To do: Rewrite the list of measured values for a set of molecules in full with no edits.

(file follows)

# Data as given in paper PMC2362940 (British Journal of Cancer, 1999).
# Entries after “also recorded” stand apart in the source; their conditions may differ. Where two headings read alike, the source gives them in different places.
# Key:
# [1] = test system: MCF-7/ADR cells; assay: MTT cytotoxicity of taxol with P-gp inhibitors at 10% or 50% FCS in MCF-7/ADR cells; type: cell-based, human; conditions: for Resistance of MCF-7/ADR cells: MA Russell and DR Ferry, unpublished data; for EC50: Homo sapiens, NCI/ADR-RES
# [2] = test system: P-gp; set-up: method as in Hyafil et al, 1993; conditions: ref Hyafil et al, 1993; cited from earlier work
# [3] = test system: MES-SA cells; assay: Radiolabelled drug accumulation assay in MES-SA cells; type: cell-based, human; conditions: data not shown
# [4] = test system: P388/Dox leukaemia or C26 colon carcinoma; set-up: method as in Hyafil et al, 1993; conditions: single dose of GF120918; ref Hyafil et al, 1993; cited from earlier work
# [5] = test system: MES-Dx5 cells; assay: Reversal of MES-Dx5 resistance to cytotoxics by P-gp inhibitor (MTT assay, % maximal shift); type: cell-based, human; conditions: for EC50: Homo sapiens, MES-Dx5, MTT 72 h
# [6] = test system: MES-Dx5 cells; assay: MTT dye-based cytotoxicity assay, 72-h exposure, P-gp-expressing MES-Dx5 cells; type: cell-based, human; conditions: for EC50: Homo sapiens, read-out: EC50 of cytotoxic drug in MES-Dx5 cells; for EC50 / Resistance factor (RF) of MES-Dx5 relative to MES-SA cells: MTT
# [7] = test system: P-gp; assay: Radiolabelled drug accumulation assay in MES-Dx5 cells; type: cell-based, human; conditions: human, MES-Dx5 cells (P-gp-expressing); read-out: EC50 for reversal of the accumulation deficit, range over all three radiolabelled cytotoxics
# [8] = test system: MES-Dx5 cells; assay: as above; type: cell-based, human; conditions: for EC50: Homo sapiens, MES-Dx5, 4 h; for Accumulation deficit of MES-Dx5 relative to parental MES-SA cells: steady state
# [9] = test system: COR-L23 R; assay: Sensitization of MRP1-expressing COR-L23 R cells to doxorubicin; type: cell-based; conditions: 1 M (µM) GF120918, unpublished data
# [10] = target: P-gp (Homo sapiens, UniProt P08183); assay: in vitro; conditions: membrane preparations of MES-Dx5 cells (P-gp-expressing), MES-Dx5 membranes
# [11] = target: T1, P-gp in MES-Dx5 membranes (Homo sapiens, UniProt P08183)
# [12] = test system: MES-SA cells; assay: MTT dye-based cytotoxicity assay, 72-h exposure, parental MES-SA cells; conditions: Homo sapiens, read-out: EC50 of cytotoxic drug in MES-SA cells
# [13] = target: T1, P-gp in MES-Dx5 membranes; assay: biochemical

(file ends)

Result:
# Data as given in paper PMC2362940 (British Journal of Cancer, 1999).
# Entries after “also recorded” stand apart in the source; their conditions may differ. Where two headings read alike, the source gives them in different places.
# Key:
# [1] = test system: MCF-7/ADR cells; assay: MTT cytotoxicity of taxol with P-gp inhibitors at 10% or 50% FCS in MCF-7/ADR cells; type: cell-based, human; conditions: for Resistance of MCF-7/ADR cells: MA Russell and DR Ferry, unpublished data; for EC50: Homo sapiens, NCI/ADR-RES
# [2] = test system: P-gp; set-up: method as in Hyafil et al, 1993; conditions: ref Hyafil et al, 1993; cited from earlier work
# [3] = test system: MES-SA cells; assay: Radiolabelled drug accumulation assay in MES-SA cells; type: cell-based, human; conditions: data not shown
# [4] = test system: P388/Dox leukaemia or C26 colon carcinoma; set-up: method as in Hyafil et al, 1993; conditions: single dose of GF120918; ref Hyafil et al, 1993; cited from earlier work
# [5] = test system: MES-Dx5 cells; assay: Reversal of MES-Dx5 resistance to cytotoxics by P-gp inhibitor (MTT assay, % maximal shift); type: cell-based, human; conditions: for EC50: Homo sapiens, MES-Dx5, MTT 72 h
# [6] = test system: MES-Dx5 cells; assay: MTT dye-based cytotoxicity assay, 72-h exposure, P-gp-expressing MES-Dx5 cells; type: cell-based, human; conditions: for EC50: Homo sapiens, read-out: EC50 of cytotoxic drug in MES-Dx5 cells; for EC50 / Resistance factor (RF) of MES-Dx5 relative to MES-SA cells: MTT
# [7] = test system: P-gp; assay: Radiolabelled drug accumulation assay in MES-Dx5 cells; type: cell-based, human; conditions: human, MES-Dx5 cells (P-gp-expressing); read-out: EC50 for reversal of the accumulation deficit, range over all three radiolabelled cytotoxics
# [8] = test system: MES-Dx5 cells; assay: as above; type: cell-based, human; conditions: for EC50: Homo sapiens, MES-Dx5, 4 h; for Accumulation deficit of MES-Dx5 relative to parental MES-SA cells: steady state
# [9] = test system: COR-L23 R; assay: Sensitization of MRP1-expressing COR-L23 R cells to doxorubicin; type: cell-based; conditions: 1 M (µM) GF120918, unpublished data
# [10] = target: P-gp (Homo sapiens, UniProt P08183); assay: in vitro; conditions: membrane preparations of MES-Dx5 cells (P-gp-expressing), MES-Dx5 membranes
# [11] = target: T1, P-gp in MES-Dx5 membranes (Homo sapiens, UniProt P08183)
# [12] = test system: MES-SA cells; assay: MTT dye-based cytotoxicity assay, 72-h exposure, parental MES-SA cells; conditions: Homo sapiens, read-out: EC50 of cytotoxic drug in MES-SA cells
# [13] = target: T1, P-gp in MES-Dx5 membranes; assay: biochemical